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Thursday, July 7, 2022

Barack Obama: bruised, but survived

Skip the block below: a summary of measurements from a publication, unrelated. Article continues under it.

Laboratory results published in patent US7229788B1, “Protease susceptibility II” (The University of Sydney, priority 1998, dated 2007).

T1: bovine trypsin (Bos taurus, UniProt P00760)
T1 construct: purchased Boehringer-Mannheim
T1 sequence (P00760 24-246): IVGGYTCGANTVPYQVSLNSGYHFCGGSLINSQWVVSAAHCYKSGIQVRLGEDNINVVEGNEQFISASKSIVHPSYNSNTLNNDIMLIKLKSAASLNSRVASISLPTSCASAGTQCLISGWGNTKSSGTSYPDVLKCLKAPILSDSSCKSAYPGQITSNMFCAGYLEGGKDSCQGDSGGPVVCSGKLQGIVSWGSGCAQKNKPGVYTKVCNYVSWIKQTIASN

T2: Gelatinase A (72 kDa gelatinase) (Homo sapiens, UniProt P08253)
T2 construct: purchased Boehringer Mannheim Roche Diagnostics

By Ardain IsmaCSMS Magazine Staff WriterTwo weeks ago, the Obama campaign seemed to have gone on a recession. Days of allegations surrounding the Illinois senator’s pastor’s remarks reinforced by a sustained defamation campaign against his race, his patriotism and his message of hope appeared to have given Clinton the edge she was desperately looking for. Back by the media frenzy hungry for controversy no matter how ugly it might be and regardless of whom it might hurt, Clinton was made to believe she was on the verge of reclaiming her throne.   For some time, the unspoken strategy for Clinton has been to bring the race up to the plateau of racial politic, forcing to electorate to focus on race rather than on the issues—a plateau she believes, for good reasons, that Barack Obama has no chance at winning. The blitz for a while appears to have inflicted the heaviest bruise on Obama, looking pale at times and dazed like a beaten roaster after a terrible cock fight—bloodied and disfigured. That has led many of his supporters to become irritated and in some cases disillusioned with him for appearing too weak in the face of barrages of criticisms. He did not yield to pressure. Instead, he shrugged off the idea of using race in the race of the White House and continued to focus on the core issues of the campaign.  Clinton’s strategists like James Carville and Maggie Williams did not foresee the backfiring that could have emerged as a result of their blatant and arrogant political slurs.  Demonizing Obama is proving to be one of their biggest political blunders, as governor Bill Richardson, who is now backing Obama, seemed to have indicated on CBS Face The Nation. “Countless times, I had been pressured by the Clinton people in a manner of which I did not like……And when senator Barack Obama called me, I felt it was an obligation to publicly endorse him,” Bill said to Bob Shaffer on Face The Nation. Shaffer then questioned him on James Carville’s inflammatory remarks on his regards, calling him a traitor for endorsing Obama after he has led the Clinton team to believe he was going to publicly endorse Hillary. Bill Richardson was blunt. “I have great respect Hillary Clinton, but just because I served in her husband’s cabinet doesn’t mean I owe her a loyalty for the rest of my life. This campaign is becoming too ugly. It’s time for all democrats to close ranks and rally behind one candidate.”Of course, that one candidate is no other than Barack Obama. This is an echo that is fast getting steam, growing both in strength and in intensity. One can clearly feel a growing consensus among the major pillars of the Democratic Party that Obama is their best chance at beating McCain in November. From Nancy Pelosi, the House majority leader, to Bill Bradley to John Cary to Ted Kennedy and many others, the consensus is clear: Obama is their man. And they have the numbers to back them up. Obama has a lead of more than 120 delegates, a lead that is almost insurmountable with very few states left to compete. There is a fear among senior democrats that the longer this drags on, the more difficult it might be to beat McCain, now surging in the polls, in November.Raising the stake against Clinton is the latest fury of calls from the Party influential leaders for her to quit the race. The latest to date are Vermont senator Patrick Leahy and flamboyant senator from Pennsylvania, Bob Casey. Casey’s endorsement was particularly devastating for Clinton, who hopes to crush Obama on April 22nd when Pennsylvania holds its primary.  Many believe that Bob Casey’s decision to endorse Barack Obama has two political aims: targeting Pennsylvania Democrats who backed him in a crushing victory over former senator Rick Santorum two years ago and the Democratic Party’s tons of still-un-pledged super-delegates throughout the country. There are growing speculations that those super-delegates may be called into action at the Party’s convention this summer if neither candidate arrives at the convention floor with the number needed to seal the nomination. “This campaign is a chance for America to chart a new course, to go down a different path, a path, first of all, of change; a path of a new kind of politics and finally a path of hope and healing … I believe in my heart that there’s one person who uniquely qualified to lead us in that new direction and that’s Barack Obama,” Casey told a group supporters last Wednesday at Soldiers & Sailors with Obama by his side.When Barack Obama walks down Wall StreetWith so many calls for Hillary Clinton to get out and huge endorsements pouring simultaneously and the Reverend Jeremiah Wrights controversy is now behind him, Obama has proven once again that he can take a punch and still survive. “He has weathered the storm of criticisms and emerged a stronger candidate….Clinton’s chance of winning is less than 5%,” declared Peter Beinart on NBC’s Meet the Press. Peter Beinart is editor at large for the New Republic and columnist for Time Magazine.After two weeks of resting in the Virgin Islands and watching Hillary being pushed under the defensive after it was discovered she lied about braving sniper fire in northern Bosnia in 1995 to deliver supplies to refugees there, Barack Obama is back.  On Thursday, he appears at Cooper Union in Manhattan before a hooray of selected Wall Street gurus. Flanked by his friend and multi-billionaire financial media mogul, New York City Mayor Michael Bloomberg, the Illinois senator seemed reach the zenith of his political career. At hands were former Fed Chairman under Jimmy Carter, Paul Volcker and former Securities and Exchange Commission chairman, William Donaldson.  Calling for the Federal Reserve Board to be given regulatory powers to monitor investment banks, Obama centered his remarks on demanding that a financial regulatory reform is put in place. Well aware of the audience he was speaking to, the Illinois senator was carefully choosing his words while explaining his problem with the free market system. “I do not believe that government should stand in the way of innovation, or turn back the clock to an older era of regulation.”But this explains the dilemma for presidential candidates who have to walk a thin blue line when it comes to talking about the financial meltdown the country finds itself today. Dubious message like this can only reassure Wall Street moneymakers, not millions of Americans who have to suffer—victims of corporate greed. Obama’s speech also put more emphasis on “oversight of credit-rating agencies” and advocated “stronger capital requirements for complex financial instruments like mortgage-backed securities.”Obama went back to the very foundation of American capitalism to prove his points. But the pivotal faction of his speech centered on the understanding that the current crisis is the direct result of greed, which “distorted” the “free market that has been the engine of America’s progress.” He ended his speech by sending an illusory call for the establishment of a “common interest between Wall Street and Main Street that is the key to our success.” Needless to say that his speech was received with great enthusiasm, and to celebrate his new marriage with Wall Street, a fundraising luncheon was given in his honor organized by at the multinational investment bank, Manhattan offices of Credit Suisse, where just to get a glimpse of the Illinois senator, prices were ranging between $1,000 to $2,300 a seat.Also see Hillary Clinton wants to clinch the nomination at all costIs Barack Obama unstoppable after his stunning victory in Iowa last week?   The Obama campaign plunges deeper into the defensive after the Nevada lost last SaturdayDr. Ardain Isma teaches Cross-Cultural Studies at Nova Southeastern University. He is the publisher of CSMS Magazine. He is also a novelist. He may be reached at publisher@csmsmagazine.org